Liner Notes

“Mosaic” is a labor of love project for veteran Pop-Jazz singer, Ron Boustead, his first release since the 2006 “Blend” record. The songs were meticulously chosen, tastefully produced, and sung with a simple heartfelt honesty that lets you know you’re hearing a man who knows a little something about love, speaking his truth.

There is no shortage of musicianship here and the liner notes read like a who’s who of Grammy winners and nominees. Featured sidemen include Bill Cantos, Rick Braun, Kirk Whalum, Fred Hersch, Brian Bromberg, Gregg Karukas, Munyungo Jackson, Bill Cunliffe, Luis Conte, Michael Shapiro, Ramon Stagnaro, Mitchell Forman, and Pat Kelley.

Four of the ten songs were co-written by Boustead, with the others being re-imagined gems by great writers like Carole King, Bill Withers, Jon Lucien and James Taylor.

“Moon Song”, which opens the record is a Bossa Nova in 7/8 time. The groove is so relaxed and undeniable that the listener may be unaware of the odd time signature. The song was written by Leo Minax (with Nancy Strauss), who is a Contemporary Brazilian artist now living in Europe. Its sexy, love song message is both romantic and poetic, with lines like, “I’ll sing to you with the moon in my voice.” Arrangement by Bill Cantos is simple and elegant, with short, lovely solos by Stagnaro and Cantos, and sweet trumpet fills by Rick Braun.

“You’re Sensational” is a cover of the late Jon Lucien’s samba-esque song about the sense of awe at the dawning of a new love affair. He sings, “The feeling that came over me was strong and elusive, much like a question, ‘what do you want with me?'”. Soprano sax by Steve Hoskins sails overtop of Boustead’s plaintive vocal, with Karukas adding his signature Rhodes sound and Munyungo Jackson layering lots of percussion to maintain the feeling of excitement.

The unmistakeable tone of Kirk Whalum’s tenor opens up the Boustead original “No Me Without You”, co-penned with Swedish funk star, Andreas Aleman. The song begins as a reflection on life’s ups and downs and the lessons we learn as we gather a little wisdom over the years. But as the melody progresses, we are lifted to a beautiful statement of devotion and commitment. Whalum drives home the sentiment with an extended vamp out that shows what a master of soul and restraint he truly is.

To many listeners, “Wishful Thinking” will be an unfamiliar tune, even though it has a mellow, natural grace and was written by none other than Carole King. Boustead’s version transforms the tin pan alley pop tune into a jazzy bossa groove, and creates an inviting and moving portrait of one-sided love and all the longing that entails. Bill Cunliffe’s acoustic piano solo brings the message home with a light and masterful touch.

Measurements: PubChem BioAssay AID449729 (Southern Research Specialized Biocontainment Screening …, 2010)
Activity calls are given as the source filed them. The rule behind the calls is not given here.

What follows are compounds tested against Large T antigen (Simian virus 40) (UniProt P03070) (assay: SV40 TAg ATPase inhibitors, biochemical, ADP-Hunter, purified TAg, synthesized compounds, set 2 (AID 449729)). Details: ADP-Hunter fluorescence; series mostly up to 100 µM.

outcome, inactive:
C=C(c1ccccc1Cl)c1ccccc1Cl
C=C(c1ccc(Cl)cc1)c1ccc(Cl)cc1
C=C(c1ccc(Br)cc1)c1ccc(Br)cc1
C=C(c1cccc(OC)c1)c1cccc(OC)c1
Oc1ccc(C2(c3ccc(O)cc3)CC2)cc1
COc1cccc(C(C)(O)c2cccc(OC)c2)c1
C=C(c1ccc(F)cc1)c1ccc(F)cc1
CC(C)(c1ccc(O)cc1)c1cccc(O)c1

When Ron first heard Fatima Guedes’ gorgeous melody song “E Agora?”, he was stunned by the beauty and emotion of the melody. Unfortunately, he doesn’t speak or sing in Portuguese, so he decided to write his own lyric in English. Ms. Guedes was delighted with the result, and so the song “And Now?” was born. Again, arrangement by Bill Cantos with Bromberg, Shapiro and Stagnaro playing live in the studio, gave the new song a worthy entry into the world.

Boustead and Hersch wrote the haunting uptempo Latin, “Careless Wind” some 20 years ago, but the song has never been recorded or released until now. “Like the wind…the warm capricious wind…love comes in and tells a tale to your heart.” The basic tracks were laid down in Los Angeles, with Hersch adding his piano in New York. Luis Conte and Oscar Seaton light a fire under everything with their spirited percussion and drumming.

Boustead’s friend, pianist and composer, Billy Larkin was visiting from Cincinnati a year or so ago and played Ron some of his new songs. One of them was “Every Moment Of You”. It was love at first listen, a sweet jazzy waltz with a classic message and surprising chord changes. Its inclusion here is the song’s debut, though it’s likely other singers will quickly follow suit. The music was recorded in one take, with Cantos laying down a beautiful piano solo.

Things get decidedly more playful and upbeat on “Everything Be OK”, written by Boustead and long-time collaborator, Michael McGregor. Here the groove is a driving Latin Hip-Hop bed, and the message is an unflinchingly positive affirmation of a committed, unshakeable relationship. Comparisons to Bobby McFerrin’s “Don’t Worry, Be Happy” would not be misplaced. “We really have no reason to complain…so every time you ask me…is it gonna be alright…my answer’s still the same… so far so good”. Reedman, Katisse Buckingham takes a ridiculously virtuosic flute solo, and Pat Kelley’s funky guitar picking keep everything percolating.

Boustead is great admirer of Bill Withers, who crafted many classic songs like “Lean On Me” and “Use Me”. But one of his lesser-known but equally touching works is “Whatever Happens”. Again, here is a portrait of a mature, loving couple standing at each other’s side through thick and thin, with the refrain, “And we’ll kiss before we say goodnight”. This version is a duet with songstress Windy Wagner, whose voice is a sweet counterpart to Boustead’s plaintive cry, and Mitchell Forman’s Hammond B3 whoops and wails around the edges to let us know we’re in highly charged emotional territory.

The coda to “Mosaic” is the poignant “Secret ‘O Life” by another of Boustead’s heroes, James Taylor. Here, the light-hearted folksy charm of Taylor’s song is transformed into a prayer-like remembrance of younger brother, Dean Boustead who passed away in 2011. Piano and string arrangement by Mitchell Forman create a timeless, melancholy atmosphere that seems to leave us believing that, in the end, “it’s just a lovely ride”.